Panamanian law establishes an exoneration from any tax, charge or duty on acts of constitution, modification or extinction of trusts, as well as on the transfer or transmission of assets given in trust and the profit originated from said assets, provided that the trust affects assets located overseas; or if it is money deposited by natural or legal persons whose income is not from Panamanian source or taxable in Panama; or on company shares whose income is not from Panamanian source, even when deposited in Panama.
The assets of the trust constitute a different and separate patrimony from the personal assets of the constituent, and may not be seized or embargoed, if not for damages occasioned by the execution of the trust or in the case that they have been transferred into the trust with fraud and to the detriment of rights of third parties.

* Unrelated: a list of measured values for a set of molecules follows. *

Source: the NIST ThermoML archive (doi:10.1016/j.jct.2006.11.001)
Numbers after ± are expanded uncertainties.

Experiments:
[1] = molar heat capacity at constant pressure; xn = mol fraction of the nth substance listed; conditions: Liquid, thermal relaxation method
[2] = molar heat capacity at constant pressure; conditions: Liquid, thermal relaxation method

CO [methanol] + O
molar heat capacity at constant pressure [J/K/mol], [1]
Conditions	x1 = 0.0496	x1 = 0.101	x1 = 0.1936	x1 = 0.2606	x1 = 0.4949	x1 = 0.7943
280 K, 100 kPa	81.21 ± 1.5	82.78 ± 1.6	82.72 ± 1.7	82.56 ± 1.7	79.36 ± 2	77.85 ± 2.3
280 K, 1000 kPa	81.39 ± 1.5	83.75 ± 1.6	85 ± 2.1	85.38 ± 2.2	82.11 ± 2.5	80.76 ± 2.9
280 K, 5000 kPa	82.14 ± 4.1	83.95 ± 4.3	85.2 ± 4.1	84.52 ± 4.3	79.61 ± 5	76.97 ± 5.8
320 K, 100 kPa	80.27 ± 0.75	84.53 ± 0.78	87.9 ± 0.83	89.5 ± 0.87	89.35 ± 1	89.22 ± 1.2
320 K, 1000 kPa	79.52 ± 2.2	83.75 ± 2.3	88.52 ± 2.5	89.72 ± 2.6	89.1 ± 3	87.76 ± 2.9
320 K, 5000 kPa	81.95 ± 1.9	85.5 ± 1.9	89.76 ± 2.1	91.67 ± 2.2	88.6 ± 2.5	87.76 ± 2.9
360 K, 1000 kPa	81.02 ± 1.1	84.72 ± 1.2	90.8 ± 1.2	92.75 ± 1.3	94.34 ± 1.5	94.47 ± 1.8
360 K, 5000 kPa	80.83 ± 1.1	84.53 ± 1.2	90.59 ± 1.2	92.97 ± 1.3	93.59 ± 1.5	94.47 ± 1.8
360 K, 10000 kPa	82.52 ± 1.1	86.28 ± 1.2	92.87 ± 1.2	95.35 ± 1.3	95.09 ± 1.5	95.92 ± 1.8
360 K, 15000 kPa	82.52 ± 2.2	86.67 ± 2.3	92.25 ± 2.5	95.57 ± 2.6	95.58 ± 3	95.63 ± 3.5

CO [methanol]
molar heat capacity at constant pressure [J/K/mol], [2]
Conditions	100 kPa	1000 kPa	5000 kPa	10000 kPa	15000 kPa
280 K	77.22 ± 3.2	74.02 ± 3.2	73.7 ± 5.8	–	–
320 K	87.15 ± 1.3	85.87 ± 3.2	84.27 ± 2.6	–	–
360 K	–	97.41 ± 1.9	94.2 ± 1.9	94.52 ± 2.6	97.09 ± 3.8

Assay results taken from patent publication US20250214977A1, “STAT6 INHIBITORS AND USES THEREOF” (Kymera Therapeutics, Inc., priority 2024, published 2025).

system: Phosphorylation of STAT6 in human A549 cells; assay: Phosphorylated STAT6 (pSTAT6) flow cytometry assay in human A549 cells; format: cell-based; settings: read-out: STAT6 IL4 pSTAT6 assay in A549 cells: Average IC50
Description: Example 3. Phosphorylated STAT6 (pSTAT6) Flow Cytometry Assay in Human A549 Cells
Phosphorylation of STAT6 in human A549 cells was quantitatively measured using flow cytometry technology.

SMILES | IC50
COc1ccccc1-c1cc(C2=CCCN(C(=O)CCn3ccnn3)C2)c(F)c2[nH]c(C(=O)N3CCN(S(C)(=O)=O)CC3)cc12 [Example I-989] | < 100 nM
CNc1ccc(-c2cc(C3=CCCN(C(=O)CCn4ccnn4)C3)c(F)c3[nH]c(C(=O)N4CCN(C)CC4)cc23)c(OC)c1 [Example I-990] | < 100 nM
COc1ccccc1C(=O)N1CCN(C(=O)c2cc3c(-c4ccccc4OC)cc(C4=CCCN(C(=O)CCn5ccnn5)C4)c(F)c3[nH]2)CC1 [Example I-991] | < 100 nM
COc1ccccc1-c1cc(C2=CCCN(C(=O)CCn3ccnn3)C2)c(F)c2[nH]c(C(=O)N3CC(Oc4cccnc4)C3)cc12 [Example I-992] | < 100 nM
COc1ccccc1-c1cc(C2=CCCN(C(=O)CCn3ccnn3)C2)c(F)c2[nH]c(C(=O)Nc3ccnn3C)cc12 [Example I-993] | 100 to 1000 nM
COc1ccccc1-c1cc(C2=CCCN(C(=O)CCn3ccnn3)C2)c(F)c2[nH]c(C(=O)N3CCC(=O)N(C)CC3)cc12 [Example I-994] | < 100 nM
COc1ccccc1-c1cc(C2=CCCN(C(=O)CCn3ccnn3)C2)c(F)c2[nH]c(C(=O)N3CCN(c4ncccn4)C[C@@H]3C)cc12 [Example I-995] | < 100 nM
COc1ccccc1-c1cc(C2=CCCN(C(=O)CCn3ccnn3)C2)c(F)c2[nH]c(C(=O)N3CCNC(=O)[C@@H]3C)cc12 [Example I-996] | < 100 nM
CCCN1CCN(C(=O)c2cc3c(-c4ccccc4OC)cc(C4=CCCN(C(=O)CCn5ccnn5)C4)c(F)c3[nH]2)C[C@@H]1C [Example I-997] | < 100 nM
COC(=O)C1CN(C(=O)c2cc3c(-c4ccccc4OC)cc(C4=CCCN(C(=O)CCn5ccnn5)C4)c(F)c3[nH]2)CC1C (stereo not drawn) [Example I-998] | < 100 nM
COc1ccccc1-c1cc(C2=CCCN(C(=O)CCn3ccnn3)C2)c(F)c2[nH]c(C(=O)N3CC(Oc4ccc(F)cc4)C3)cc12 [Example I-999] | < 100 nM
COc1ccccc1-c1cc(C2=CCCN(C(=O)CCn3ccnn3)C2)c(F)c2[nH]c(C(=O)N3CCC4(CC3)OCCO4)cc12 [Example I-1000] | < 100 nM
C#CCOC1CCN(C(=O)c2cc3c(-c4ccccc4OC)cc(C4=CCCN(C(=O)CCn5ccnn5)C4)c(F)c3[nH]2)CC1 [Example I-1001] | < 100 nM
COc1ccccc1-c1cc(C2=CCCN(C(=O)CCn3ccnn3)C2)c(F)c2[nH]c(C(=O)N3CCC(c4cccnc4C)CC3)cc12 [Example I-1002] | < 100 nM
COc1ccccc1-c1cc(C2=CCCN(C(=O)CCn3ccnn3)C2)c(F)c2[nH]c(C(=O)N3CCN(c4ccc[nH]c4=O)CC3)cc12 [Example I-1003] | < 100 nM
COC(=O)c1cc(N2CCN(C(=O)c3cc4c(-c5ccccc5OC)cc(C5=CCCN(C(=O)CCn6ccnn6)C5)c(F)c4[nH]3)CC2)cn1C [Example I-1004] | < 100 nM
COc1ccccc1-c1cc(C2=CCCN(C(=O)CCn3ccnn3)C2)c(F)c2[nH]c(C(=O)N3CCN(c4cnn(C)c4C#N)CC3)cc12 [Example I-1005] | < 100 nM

The trust can be set up by means of a public or private instrument; however, when it is established over real estate, it must necessarily be constituted by public instrument. The trustee, his representative and the officials authorized to carry out investigations related to the trust, by legal mandate, must maintain confidentiality.
A trust established under Panamanian law, may be subject to another jurisdiction and even execution may be subject only to foreign laws, or vice versa, if so provided in the instrument.
The fiduciary entity never acquires absolute ownership over the assets received in trust; once the contract expires, it returns them to the constituent, according to whom it indicates.